By Ralph Nader / Nader.org
Most heads of giant corporations are drunk with their own power. These corporate CEOs push the envelope in ways that harm defenseless people. They believe they can get away with anything, and they do, with few exceptions. The few corporate crime prosecutions keep declining from Obama to Trump to Biden, due to a settlement-obsessed Department of Justice staffed by lawyers readying to join the lucrative major corporate crime defense firms.
Corporate law firms, which deserve far more scrutiny by the media, have over the decades built a wall of immunity and impunity around these giant firms and their self-enriching CEOs. These CEOs now make an average of $14,000 an hour, while employing workers who are lucky to make $20 an hour. Greedy CEOs have surpassed the lords of medieval feudalism in the disparity they impose on workers.
Corporate law firms find Congressional lawmakers receptive to their campaign contributions and services in drafting legislative loopholes. These law firms place business executives and their own law partners in high executive branch positions (See, Servants of the Damned: Giant Law Firms, Donald Trump, and the Corruption of Justice by David Enrich, 2022).
Corporate law firms specialize in creating an edifice of secretive, anonymous corporate registries that attract a majority of big U.S. corporations to charter in Delaware. Companies register hundreds of shell companies (LLCs) for evasive purposes. Delaware law firms write the corporate law of Delaware for the rubber stamp state legislature. Ironically, these corporate capitalists disempower their own shareholders. Wall Street firms, credit card companies and tax escapees love Delaware. (See, What’s the Matter with Delaware?: How the First State Has Favored the Rich, Powerful, and Criminal – and How It Costs Us All by Hal Weitzman, 2022).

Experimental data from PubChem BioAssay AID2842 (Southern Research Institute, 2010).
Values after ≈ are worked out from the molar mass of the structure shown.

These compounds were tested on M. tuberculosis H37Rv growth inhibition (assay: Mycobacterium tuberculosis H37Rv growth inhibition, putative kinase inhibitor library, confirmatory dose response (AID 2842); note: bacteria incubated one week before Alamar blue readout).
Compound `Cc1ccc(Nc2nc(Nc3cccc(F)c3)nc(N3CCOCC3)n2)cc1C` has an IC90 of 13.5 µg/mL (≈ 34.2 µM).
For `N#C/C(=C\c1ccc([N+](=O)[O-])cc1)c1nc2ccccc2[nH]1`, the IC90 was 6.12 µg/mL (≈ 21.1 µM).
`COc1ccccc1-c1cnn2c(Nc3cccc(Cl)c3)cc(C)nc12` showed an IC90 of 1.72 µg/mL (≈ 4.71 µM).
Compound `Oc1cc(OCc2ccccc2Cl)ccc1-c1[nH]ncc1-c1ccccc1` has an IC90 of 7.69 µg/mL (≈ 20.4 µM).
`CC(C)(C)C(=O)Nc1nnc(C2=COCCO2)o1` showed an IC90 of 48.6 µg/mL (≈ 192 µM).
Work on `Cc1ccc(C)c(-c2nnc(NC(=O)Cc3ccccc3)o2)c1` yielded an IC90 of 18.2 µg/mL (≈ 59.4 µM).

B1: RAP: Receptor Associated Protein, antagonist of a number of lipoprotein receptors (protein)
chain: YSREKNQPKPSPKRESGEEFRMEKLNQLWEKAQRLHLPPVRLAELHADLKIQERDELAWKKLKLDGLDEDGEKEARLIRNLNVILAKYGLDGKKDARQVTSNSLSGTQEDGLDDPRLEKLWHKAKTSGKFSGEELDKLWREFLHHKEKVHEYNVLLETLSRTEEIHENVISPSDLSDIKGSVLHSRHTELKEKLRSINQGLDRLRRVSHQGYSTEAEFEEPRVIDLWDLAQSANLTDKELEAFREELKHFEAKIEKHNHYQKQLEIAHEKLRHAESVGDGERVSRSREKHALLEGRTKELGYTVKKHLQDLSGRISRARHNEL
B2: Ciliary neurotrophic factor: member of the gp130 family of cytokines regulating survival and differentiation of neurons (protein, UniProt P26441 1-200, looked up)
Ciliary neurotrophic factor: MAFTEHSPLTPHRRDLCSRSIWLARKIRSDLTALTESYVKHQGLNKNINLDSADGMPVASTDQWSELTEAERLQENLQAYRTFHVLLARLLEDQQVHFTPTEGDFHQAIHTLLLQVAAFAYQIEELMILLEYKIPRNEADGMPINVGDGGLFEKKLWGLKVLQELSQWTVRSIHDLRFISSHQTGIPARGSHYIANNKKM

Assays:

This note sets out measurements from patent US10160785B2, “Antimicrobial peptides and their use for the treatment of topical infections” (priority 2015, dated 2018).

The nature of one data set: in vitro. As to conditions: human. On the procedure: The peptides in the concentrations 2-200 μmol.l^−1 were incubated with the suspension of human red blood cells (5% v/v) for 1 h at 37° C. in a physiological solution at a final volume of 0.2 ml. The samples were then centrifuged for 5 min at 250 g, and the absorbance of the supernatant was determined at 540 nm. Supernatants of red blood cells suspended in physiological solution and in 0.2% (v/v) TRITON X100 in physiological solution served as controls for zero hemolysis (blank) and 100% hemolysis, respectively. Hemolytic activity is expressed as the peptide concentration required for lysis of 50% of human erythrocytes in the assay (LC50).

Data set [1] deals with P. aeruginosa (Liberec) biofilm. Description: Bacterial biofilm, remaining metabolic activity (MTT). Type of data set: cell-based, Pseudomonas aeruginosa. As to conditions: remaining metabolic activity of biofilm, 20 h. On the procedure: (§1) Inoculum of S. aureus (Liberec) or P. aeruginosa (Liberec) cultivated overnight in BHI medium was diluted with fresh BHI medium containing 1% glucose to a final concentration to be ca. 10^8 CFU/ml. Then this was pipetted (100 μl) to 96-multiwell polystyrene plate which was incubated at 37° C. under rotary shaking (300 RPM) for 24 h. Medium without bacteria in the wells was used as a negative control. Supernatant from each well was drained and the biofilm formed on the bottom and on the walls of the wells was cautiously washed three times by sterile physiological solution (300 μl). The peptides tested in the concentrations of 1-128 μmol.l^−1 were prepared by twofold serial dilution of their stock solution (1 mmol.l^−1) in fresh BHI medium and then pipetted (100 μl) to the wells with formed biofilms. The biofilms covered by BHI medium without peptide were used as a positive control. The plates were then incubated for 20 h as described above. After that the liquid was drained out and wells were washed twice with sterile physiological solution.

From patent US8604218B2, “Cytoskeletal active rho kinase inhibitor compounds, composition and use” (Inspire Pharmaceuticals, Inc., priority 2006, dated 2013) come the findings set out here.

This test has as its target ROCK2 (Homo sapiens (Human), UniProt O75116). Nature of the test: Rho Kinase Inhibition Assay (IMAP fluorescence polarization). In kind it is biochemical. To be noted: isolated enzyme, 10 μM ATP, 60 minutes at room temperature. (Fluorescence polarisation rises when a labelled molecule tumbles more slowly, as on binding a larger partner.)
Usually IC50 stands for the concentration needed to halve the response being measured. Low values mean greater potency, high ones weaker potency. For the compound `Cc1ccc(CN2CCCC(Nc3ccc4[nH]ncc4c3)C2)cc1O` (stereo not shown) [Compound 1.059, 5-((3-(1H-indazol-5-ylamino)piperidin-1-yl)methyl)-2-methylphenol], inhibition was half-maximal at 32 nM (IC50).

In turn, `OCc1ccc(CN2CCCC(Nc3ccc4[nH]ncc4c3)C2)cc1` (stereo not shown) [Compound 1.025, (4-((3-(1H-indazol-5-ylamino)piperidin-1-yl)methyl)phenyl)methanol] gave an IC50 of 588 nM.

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New outrages that swell the corporate crime wave are disclosed daily. Most exposés go nowhere, due to a lazy Congress (about ready again to take off most of the summer until after Labor Day) and to patsy regulators and meager, inadequate enforcement budgets funded by the corporate Congress.
One regular, no longer so patsy, is the tiny Federal Trade Commission (FTC) with an annual budget of $430 million. FTC Chair Lina Khan has just sued giant Amazon (annual sales of $524.89 billion) in the words of New York Times reporter, David McCabe “for illegally inducing consumers to sign up for its Prime services and then hindering them from canceling the subscription…”
The FTC charged that “Amazon tricked and trapped people into recurring subscriptions without their consent’ ‘… duped millions of consumers … [and with] manipulative, coercive or deceptive’ design tactics on its website.” Amazon’s lawyers, of course, deny everything.
On other matters, corporate lawyers are going berserk flexing their obstructive muscles. They sued the state of California for passing a law mildly protecting children from social media-produced harm. Susan Linn in her new book, “Who’s Raising the Kids? Big Tech, Big Business, and the Lives of Children” documents the abuses perpetrated by high predators.
Not to be outdone by their peers, corporate lawyers for the drug industry just filed a frivolous lawsuit against the U.S. Government that was finally authorized by Congress to allow ripped-off Medicare officials to negotiate drug prices with the overcharging Big Pharma. (The VA and the Pentagon already have the power to negotiate with the drug companies.) Presumably, having U.S. taxpayers continue to pay by far the highest drug prices in the world through Medicare—charged by subsidy-coddled U.S. drug companies—suits the “pay or die” Big Pharma CEOs.
Moreover, U.S. drug companies are happy to offshore to China the production of antibiotics. Our country produces virtually no antibiotics – a national security peril I wrote about to President Biden and Secretary of Defense Lloyd Austin, that received no response to date. (See: Letter to President Joe Biden – June 2, 2023).